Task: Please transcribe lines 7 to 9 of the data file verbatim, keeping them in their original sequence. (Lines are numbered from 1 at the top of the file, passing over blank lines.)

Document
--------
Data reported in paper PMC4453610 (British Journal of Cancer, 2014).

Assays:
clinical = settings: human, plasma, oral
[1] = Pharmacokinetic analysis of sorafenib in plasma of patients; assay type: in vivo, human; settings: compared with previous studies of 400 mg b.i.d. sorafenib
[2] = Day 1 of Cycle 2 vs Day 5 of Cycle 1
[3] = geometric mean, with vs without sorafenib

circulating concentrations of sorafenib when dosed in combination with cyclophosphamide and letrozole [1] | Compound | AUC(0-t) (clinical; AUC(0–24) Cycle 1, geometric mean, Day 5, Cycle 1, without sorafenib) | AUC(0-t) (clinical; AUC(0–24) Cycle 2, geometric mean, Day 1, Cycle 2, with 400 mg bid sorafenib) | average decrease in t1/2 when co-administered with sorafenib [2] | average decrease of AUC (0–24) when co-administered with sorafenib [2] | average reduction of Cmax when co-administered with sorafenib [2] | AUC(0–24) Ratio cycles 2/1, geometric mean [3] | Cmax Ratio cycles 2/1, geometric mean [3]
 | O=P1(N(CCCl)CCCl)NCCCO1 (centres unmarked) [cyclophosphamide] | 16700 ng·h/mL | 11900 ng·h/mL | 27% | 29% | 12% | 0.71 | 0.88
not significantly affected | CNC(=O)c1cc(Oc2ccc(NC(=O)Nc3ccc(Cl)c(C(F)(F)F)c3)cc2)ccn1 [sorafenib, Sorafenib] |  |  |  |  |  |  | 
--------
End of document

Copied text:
circulating concentrations of sorafenib when dosed in combination with cyclophosphamide and letrozole [1] | Compound | AUC(0-t) (clinical; AUC(0–24) Cycle 1, geometric mean, Day 5, Cycle 1, without sorafenib) | AUC(0-t) (clinical; AUC(0–24) Cycle 2, geometric mean, Day 1, Cycle 2, with 400 mg bid sorafenib) | average decrease in t1/2 when co-administered with sorafenib [2] | average decrease of AUC (0–24) when co-administered with sorafenib [2] | average reduction of Cmax when co-administered with sorafenib [2] | AUC(0–24) Ratio cycles 2/1, geometric mean [3] | Cmax Ratio cycles 2/1, geometric mean [3]
 | O=P1(N(CCCl)CCCl)NCCCO1 (centres unmarked) [cyclophosphamide] | 16700 ng·h/mL | 11900 ng·h/mL | 27% | 29% | 12% | 0.71 | 0.88
not significantly affected | CNC(=O)c1cc(Oc2ccc(NC(=O)Nc3ccc(Cl)c(C(F)(F)F)c3)cc2)ccn1 [sorafenib, Sorafenib] |  |  |  |  |  |  | 